Bill of Rights Day

December 15th is a day to celebrate the Bill of Rights, the first 10 amendments to the U.S. Constitution. This is the date when the Bill of Rights was ratified.

A Bill of Rights was suggested while the Constitution was still being written. Some of the framers of the Constitution believed that it would be impossible to make a complete list of human rights. They thought it would be better not to make a list than to make an incomplete list. If they failed to mention something, some argued, people might use that fact as evidence that the thing they left out was not a right.

Others disagreed on what exactly was a right. There were seventeen items to begin with, but only ten made the cut.

Much later, in the Insular Cases determined by the Supreme Court, it was decided that Puerto Rico wasn’t protected by the U.S. Bill of Rights. The Bill of Rights specified the right to trial by jury, for example, but that didn’t mean that the people living in Puerto Rico had a right to trial by jury.

Puerto Rico Bill of Rights

Puerto Rico has her own Bill of Rights: Article 2 of the Puerto Rico Constitution is known as the Bill of Rights, too.


ARTICLE II
BILL OF RIGHTS
Section 1. The dignity of the human being is inviolable. All men are equal before the law. No discrimination shall be made on account of race, color, sex, birth, social origin or condition, or political or religious ideas. Both the laws and the system of public education shall embody these principles of essential human equality.
Section 2. The laws shall guarantee the expression of the will of the people by means of equal, direct and secret universal suffrage and shall protect the citizen against any coercion in the exercise of the electoral franchise.
Section 3. No law shall be made respecting an establishment of religion or prohibiting the free exercise thereof. There shall be complete separation of church and state.
Section 4. No law shall be made abridging the freedom of speech or of thepress, or the right of the people peaceably to assemble and to petition the government for a redress of grievances.
Section 5. Every person has the right to an education which shall be directed to the full development of the human personality and to the strengthening of respect for human rights and fundamental freedoms. There shall be a system of free and wholly non-sectarian public education. Instruction in the elementary and secondary schools shall be free and shall be compulsory inthe elementary schools to the extent permitted by the facilities of the state. No public property or public funds shall be used for the support of schools or educational institutions other than those of the state. Nothing contained in this provision shall prevent the state from furnishing to any child non-educational services established by law for the protection or welfare of children.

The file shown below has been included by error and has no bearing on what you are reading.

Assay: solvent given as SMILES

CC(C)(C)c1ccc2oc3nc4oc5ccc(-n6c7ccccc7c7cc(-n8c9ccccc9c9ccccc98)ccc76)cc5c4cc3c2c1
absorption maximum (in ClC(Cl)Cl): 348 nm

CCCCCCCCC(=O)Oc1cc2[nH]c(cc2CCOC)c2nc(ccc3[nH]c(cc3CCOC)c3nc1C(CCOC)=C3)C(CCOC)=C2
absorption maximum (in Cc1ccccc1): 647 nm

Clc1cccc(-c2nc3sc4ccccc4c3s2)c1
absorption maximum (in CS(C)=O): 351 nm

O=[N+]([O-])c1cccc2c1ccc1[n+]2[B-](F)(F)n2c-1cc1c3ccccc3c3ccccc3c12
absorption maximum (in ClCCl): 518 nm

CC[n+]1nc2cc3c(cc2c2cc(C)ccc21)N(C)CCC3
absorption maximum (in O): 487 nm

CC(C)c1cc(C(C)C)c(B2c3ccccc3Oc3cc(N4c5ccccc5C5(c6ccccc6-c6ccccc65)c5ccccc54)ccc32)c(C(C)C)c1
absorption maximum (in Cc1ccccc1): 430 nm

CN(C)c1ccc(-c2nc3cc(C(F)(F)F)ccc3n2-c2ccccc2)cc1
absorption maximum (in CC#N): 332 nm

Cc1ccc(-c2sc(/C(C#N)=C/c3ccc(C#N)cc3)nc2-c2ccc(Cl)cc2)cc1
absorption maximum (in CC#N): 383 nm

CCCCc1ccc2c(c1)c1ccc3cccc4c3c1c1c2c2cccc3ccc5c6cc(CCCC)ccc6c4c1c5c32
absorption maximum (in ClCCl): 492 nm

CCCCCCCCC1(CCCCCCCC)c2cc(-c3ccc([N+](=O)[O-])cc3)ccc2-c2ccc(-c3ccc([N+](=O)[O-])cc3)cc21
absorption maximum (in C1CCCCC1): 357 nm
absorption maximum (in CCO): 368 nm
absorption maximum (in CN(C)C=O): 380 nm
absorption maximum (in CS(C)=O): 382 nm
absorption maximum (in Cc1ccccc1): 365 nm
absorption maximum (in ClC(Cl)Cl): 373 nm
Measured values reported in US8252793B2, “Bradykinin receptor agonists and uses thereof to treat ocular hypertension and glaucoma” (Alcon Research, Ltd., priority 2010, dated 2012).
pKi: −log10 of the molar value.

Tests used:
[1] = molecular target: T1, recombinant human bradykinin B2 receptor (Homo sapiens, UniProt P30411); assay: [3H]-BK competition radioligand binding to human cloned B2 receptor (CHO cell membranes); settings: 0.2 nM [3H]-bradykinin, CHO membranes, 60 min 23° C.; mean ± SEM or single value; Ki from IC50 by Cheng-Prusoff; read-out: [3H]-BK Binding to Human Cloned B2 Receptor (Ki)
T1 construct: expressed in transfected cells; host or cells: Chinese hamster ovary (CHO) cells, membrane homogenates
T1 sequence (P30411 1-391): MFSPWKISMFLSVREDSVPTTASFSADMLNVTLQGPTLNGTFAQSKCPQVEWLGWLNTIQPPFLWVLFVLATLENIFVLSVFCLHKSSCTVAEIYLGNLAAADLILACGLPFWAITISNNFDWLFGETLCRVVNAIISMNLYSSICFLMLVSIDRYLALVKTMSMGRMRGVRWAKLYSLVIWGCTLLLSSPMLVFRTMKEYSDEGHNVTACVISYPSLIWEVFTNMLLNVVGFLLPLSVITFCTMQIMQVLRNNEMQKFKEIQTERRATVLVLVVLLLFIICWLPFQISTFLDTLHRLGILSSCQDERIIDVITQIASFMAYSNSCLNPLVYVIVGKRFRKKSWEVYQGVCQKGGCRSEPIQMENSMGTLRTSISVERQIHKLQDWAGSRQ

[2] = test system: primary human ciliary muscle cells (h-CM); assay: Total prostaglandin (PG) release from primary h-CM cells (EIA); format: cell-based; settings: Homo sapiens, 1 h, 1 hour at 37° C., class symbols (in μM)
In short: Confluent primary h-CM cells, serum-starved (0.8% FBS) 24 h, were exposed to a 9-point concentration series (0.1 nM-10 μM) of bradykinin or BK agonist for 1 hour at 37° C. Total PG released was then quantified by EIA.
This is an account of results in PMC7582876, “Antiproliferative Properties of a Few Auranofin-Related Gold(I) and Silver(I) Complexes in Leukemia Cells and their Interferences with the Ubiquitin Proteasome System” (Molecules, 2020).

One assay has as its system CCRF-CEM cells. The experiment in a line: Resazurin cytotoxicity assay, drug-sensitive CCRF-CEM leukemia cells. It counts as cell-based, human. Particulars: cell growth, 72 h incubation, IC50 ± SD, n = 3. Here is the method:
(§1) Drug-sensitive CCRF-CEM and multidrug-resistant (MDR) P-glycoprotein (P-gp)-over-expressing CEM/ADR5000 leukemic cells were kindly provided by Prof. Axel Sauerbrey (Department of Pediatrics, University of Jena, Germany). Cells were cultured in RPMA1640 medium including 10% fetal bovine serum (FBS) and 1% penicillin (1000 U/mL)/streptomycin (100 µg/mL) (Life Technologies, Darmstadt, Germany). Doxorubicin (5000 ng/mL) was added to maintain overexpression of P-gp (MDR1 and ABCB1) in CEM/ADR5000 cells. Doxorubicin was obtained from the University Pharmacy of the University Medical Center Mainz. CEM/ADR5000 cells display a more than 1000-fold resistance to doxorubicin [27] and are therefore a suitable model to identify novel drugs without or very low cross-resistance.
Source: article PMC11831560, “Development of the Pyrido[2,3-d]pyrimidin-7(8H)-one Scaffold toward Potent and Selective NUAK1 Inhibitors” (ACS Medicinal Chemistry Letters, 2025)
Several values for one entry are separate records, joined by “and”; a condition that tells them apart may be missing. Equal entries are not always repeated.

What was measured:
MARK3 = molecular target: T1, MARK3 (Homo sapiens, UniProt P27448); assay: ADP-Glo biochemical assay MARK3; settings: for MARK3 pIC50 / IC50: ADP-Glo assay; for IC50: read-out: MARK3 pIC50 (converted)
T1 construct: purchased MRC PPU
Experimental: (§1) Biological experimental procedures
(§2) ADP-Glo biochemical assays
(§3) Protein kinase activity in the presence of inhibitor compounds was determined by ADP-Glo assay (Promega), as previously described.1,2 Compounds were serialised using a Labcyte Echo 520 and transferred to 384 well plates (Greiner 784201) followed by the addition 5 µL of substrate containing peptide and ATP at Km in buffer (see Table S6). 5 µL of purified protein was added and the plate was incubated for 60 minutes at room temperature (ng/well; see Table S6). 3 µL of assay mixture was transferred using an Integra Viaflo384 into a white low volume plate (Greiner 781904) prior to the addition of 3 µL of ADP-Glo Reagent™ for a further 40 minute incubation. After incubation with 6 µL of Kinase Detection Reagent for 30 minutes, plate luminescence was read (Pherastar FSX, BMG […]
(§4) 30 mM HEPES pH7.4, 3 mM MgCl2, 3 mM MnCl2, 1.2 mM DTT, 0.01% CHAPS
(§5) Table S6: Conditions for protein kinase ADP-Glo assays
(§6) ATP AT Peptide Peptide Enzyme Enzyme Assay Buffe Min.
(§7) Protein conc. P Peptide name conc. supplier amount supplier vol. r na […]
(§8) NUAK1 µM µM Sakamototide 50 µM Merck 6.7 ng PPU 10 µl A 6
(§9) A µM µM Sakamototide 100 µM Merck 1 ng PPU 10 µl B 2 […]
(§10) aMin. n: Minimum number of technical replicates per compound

Section 6. Persons may join with each other and organize freely for any lawful purpose, except in military or quasi-military organizations.
Section 7. The right to life, liberty and the enjoyment of property is recognized as a fundamental right of man. The death penalty shall not exist. No person shall be deprived of his liberty or property without due process of law. No person in Puerto Rico shall be denied the equal protection of the laws. No laws impairing the obligation of contracts shall be enacted. A minimum amount of property and possessions shall be exempt from attachment as provided by law.
Section 8. Every person has the right to the protection of law against abusive attacks on his honor, reputation and private or family life.
Section 9. Private property shall not be taken or damaged for public use except upon payment of just compensation and in the manner provided by law. No law shall be enacted authorizing condemnation of printing presses, machinery or material devoted to publications of any kind. The buildings in which these objects are located may be condemned only after a judicial finding of public convenience and necessity pursuant to procedure that shall be provided by law,and may be taken before such a judicial finding only when there is placed at the disposition of the publication an adequate site in which it can be installed and continue to operate for a reasonable time.
Section 10. The right of the people to be secure in their persons, houses, papers and effects against unreasonable searches and seizures shall not be violated.
Wire-tapping is prohibited.
No warrant for arrest or search and seizure shall issue except by judicial authority and only upon probable cause supported by oath or affirmation, and particularly describing the place to be searched and the persons to be arrested or the things to be seized.
Evidence obtained in violation of this section shall be inadmissible in the courts.
Section 11. In all criminal prosecutions, the accused shall enjoy the right to have a speedy and public trial, to be informed of the nature and cause of the accusation and to have a copy thereof, to be confronted with the witnesses against him, to have assistance of counsel, and to be presumed innocent.
In all prosecutions for a felony the accused shall have the right of trial by an impartial jury composed of twelve residents of the district, who may render their verdict by a majority vote which in no case may be less than nine.
No person shall be compelled in any criminal case to be a witness against himself and the failure of the accused to testify may be neither taken into consideration nor commented upon against him.